In Liberia, the security-development nexus strongly emphasized the security side when Ebola became an international crisis with potential for global risk in 2014. In West Africa, 28,600 people had contracted Ebola and over 11,300 of them died. Liberia was the hardest hit with death from the disease, killing over 4,800 people. Similar to other interventions after 9/11, the US response to Ebola was intended to be a whole-of-government approach. Nevertheless, its implementation was forged predominantly by the US President’s command that several thousand troops would be deployed. This piece, through an analysis of primary interviews; oral histories of diplomats, military officers, aid workers, doctors, and Ebola treatment personnel; official documents; and other scholarly work undertakes an examination of the effects of the US’ militarized response. The article reveals the disconnect between the construction and health needs of Liberians afflicted with Ebola and the deployment of US combat-oriented troops. In doing so, this article challenges assumptions of the role of the US military in humanitarian crises, as well as the efficacy of aid in the midst of the Ebola outbreak.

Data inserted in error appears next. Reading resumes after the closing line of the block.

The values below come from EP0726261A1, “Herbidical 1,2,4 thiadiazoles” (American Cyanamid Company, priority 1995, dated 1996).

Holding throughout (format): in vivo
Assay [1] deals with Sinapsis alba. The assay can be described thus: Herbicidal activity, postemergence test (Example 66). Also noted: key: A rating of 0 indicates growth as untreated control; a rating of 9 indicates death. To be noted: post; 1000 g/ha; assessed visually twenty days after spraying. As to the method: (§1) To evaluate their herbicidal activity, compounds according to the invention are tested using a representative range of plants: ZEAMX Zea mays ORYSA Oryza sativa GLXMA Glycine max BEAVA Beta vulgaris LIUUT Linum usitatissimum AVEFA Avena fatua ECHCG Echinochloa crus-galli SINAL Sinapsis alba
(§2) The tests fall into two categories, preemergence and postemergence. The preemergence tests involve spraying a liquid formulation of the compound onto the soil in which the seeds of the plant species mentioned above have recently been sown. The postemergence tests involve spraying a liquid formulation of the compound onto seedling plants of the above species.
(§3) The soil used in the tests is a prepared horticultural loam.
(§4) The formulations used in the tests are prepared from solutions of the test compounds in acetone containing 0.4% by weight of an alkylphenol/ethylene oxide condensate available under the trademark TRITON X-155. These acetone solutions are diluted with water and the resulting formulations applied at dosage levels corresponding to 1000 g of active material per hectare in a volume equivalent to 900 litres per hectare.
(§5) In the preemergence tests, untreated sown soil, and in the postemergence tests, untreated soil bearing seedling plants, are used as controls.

Key words: Ebola, Liberia, US, militarization, aid, security.
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